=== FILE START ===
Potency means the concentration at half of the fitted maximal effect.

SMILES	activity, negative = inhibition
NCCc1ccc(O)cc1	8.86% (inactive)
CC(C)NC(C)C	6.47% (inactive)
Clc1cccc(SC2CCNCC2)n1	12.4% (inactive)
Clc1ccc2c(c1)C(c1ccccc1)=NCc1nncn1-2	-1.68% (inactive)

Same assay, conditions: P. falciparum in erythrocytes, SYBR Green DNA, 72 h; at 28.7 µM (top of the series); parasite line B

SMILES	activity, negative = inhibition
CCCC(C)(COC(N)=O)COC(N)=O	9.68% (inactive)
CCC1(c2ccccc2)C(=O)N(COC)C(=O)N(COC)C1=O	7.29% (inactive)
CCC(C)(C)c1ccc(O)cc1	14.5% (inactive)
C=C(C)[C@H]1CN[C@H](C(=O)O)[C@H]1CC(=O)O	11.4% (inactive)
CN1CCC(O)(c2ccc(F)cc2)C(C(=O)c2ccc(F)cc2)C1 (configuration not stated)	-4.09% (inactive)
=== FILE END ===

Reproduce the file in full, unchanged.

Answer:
Potency means the concentration at half of the fitted maximal effect.

SMILES	activity, negative = inhibition
NCCc1ccc(O)cc1	8.86% (inactive)
CC(C)NC(C)C	6.47% (inactive)
Clc1cccc(SC2CCNCC2)n1	12.4% (inactive)
Clc1ccc2c(c1)C(c1ccccc1)=NCc1nncn1-2	-1.68% (inactive)

Same assay, conditions: P. falciparum in erythrocytes, SYBR Green DNA, 72 h; at 28.7 µM (top of the series); parasite line B

SMILES	activity, negative = inhibition
CCCC(C)(COC(N)=O)COC(N)=O	9.68% (inactive)
CCC1(c2ccccc2)C(=O)N(COC)C(=O)N(COC)C1=O	7.29% (inactive)
CCC(C)(C)c1ccc(O)cc1	14.5% (inactive)
C=C(C)[C@H]1CN[C@H](C(=O)O)[C@H]1CC(=O)O	11.4% (inactive)
CN1CCC(O)(c2ccc(F)cc2)C(C(=O)c2ccc(F)cc2)C1 (configuration not stated)	-4.09% (inactive)